Since 1978, the Alabama River Cellulose (ARC) mill has been a major part of the economic lifeblood of the region. Recognized as one of the largest pulp operations in North America, the mill is also considered the largest manufacturer in Monroe County and one of the largest employers in the area. ARC, part of Georgia-Pacific’s Cellulose group, employs approximately 425 people and generates $90 million in direct annual wages and benefits for the region.
“Our people are our best asset and much of our success over the past 43 years is due to their hard work and commitment to the mill and the region,” said Brian Spear, ARC vice president and general manager. “In its 43 years of operation, this mill has seen tremendous change in technology, process improvement upgrades and safety enhancements.” “It takes a dedicated and skillful team to continue to be successful in a globally competitive industry.”
The mill has expanded over the years from a single pulp line, swinging between hardwood and softwood, in 1978 to two dedicated pulp lines when a second pulp line was added in 1991. A multi-million dollar fluff pulp conversion in 2011-2012 enabled the mill to expand its market interests and help meet rising demands of consumers.
Since 2010, the mill has invested more than $483 million in capital projects, technology upgrades and safety improvements, in addition to the completion of a state-of-the-art woodyard in 2017.
“We are more than just a pulp producer,” Spear said. “We are considered a local employer of choice in the area, and the mill has a long history of supporting local commerce and non-profit organizations as well as projects that enrich the region. Since Georgia-Pacific’s acquisition of the mill in 2010, this facility has invested more than $1.2 million in charitable donations in Monroe and surrounding counties to enhance communities and help provide residents with a better quality of life.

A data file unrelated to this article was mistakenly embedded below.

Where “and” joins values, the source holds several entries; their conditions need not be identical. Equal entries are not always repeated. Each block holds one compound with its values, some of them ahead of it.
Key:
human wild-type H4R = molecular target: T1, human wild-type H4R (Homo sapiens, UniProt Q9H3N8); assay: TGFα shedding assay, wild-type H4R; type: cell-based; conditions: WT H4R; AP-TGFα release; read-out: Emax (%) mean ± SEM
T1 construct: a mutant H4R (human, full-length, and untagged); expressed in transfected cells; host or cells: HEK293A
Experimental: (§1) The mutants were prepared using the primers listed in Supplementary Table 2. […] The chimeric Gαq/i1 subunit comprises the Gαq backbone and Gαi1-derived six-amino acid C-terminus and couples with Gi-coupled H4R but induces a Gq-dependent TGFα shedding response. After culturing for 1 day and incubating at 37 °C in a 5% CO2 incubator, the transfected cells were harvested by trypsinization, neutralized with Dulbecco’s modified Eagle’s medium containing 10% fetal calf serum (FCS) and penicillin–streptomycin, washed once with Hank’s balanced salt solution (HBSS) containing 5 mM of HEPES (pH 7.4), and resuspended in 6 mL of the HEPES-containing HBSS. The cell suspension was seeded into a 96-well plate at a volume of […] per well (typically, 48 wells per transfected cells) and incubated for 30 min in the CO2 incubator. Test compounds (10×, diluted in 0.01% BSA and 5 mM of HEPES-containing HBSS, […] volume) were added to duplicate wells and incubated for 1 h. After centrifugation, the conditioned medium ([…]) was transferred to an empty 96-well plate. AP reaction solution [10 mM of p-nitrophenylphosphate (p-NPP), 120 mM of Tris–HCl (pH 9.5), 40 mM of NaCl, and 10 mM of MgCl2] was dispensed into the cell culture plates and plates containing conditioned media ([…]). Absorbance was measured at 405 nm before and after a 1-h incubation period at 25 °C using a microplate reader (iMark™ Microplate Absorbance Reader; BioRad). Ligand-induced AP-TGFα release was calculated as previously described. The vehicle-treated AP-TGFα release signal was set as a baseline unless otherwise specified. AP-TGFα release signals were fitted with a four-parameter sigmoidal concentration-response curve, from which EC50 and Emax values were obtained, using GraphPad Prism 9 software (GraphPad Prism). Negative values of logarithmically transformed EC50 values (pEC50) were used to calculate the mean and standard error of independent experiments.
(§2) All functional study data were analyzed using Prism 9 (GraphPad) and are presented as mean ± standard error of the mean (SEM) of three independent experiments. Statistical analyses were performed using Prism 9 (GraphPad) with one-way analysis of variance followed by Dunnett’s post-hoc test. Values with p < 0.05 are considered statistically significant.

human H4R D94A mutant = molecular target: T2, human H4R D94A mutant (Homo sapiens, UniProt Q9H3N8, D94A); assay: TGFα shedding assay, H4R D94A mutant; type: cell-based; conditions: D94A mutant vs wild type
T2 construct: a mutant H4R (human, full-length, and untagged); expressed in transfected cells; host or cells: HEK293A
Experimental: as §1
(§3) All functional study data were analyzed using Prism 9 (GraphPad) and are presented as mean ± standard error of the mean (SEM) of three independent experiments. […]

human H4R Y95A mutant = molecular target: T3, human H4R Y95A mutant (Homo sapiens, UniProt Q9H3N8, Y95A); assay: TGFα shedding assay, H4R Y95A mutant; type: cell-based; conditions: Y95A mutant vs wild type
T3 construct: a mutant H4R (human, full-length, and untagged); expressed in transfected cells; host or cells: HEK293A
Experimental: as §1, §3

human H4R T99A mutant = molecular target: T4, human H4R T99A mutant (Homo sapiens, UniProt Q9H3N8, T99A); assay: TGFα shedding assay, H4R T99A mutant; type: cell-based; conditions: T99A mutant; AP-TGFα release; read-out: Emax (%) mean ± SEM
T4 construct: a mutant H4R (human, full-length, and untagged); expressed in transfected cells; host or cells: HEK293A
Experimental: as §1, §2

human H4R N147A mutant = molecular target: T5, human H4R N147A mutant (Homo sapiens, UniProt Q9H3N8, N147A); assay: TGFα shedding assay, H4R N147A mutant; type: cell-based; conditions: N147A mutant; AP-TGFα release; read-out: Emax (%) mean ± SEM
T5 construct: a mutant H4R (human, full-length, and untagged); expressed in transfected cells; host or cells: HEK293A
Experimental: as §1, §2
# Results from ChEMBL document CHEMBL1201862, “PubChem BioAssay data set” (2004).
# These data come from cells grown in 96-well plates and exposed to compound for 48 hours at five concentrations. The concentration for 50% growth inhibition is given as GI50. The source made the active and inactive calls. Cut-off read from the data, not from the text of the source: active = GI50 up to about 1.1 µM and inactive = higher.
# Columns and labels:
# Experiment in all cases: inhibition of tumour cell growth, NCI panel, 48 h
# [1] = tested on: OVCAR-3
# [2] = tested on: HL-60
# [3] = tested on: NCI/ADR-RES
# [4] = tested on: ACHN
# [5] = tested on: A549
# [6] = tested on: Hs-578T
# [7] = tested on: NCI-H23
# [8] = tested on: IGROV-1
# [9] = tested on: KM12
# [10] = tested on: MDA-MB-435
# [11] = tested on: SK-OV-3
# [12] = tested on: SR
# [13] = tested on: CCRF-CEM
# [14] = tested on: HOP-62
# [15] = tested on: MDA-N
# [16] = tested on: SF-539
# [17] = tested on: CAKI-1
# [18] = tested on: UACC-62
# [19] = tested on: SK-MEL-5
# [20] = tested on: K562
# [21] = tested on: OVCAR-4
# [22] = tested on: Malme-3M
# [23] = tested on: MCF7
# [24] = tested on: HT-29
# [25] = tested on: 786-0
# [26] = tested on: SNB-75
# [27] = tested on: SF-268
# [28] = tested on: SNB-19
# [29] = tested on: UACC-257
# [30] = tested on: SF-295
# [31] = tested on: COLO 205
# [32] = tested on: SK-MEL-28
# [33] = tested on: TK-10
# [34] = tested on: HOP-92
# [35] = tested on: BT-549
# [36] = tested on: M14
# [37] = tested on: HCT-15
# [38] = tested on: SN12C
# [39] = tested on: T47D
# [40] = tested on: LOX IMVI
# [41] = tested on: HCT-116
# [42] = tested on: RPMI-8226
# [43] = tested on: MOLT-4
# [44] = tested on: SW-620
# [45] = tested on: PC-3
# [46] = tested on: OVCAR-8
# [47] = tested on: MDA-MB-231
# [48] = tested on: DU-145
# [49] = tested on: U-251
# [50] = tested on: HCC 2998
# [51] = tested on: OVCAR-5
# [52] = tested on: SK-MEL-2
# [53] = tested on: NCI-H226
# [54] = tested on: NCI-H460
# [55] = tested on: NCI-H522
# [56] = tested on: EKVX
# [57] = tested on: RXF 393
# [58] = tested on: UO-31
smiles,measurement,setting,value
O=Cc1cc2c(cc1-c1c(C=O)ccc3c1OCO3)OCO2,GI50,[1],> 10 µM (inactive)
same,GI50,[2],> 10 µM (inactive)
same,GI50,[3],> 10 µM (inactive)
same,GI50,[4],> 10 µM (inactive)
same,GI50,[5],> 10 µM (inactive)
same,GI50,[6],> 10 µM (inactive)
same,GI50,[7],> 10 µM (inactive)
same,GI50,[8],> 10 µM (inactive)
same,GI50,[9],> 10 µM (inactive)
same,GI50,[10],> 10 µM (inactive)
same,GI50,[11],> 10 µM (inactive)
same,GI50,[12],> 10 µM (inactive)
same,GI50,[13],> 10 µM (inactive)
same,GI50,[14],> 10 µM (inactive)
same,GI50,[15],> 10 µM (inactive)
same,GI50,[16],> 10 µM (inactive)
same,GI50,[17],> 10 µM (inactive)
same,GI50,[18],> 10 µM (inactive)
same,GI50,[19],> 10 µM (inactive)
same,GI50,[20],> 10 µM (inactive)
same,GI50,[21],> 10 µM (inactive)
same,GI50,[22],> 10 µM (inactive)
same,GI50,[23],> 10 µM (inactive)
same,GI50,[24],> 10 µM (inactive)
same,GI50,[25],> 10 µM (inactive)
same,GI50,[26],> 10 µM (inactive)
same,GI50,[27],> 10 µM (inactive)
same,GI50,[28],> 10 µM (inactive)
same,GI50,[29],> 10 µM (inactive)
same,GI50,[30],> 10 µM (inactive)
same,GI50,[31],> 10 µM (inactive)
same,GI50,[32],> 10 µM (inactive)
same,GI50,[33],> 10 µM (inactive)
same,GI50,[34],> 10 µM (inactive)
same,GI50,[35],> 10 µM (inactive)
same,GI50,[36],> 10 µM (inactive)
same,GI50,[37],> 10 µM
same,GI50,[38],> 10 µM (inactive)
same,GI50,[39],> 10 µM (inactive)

Focus areas of support include education programs and scholarships, environmental sustainability, the visual and performing arts, community health and enrichment projects, United Way and other social service and nonprofit agencies.
According to Spear, the investments into the mill and organizations in the region reinforce Georgia-Pacific’s long-term vision and local presence. “We plan to be here for many years to come,” he said. “We are thankful for the support we’ve had from our employees, residents, business leaders and other stakeholders in the area. We consider it a privilege to operate here and understand the significance of giving back to support the success of our communities. It’s simply the right thing to do,” Spear said.
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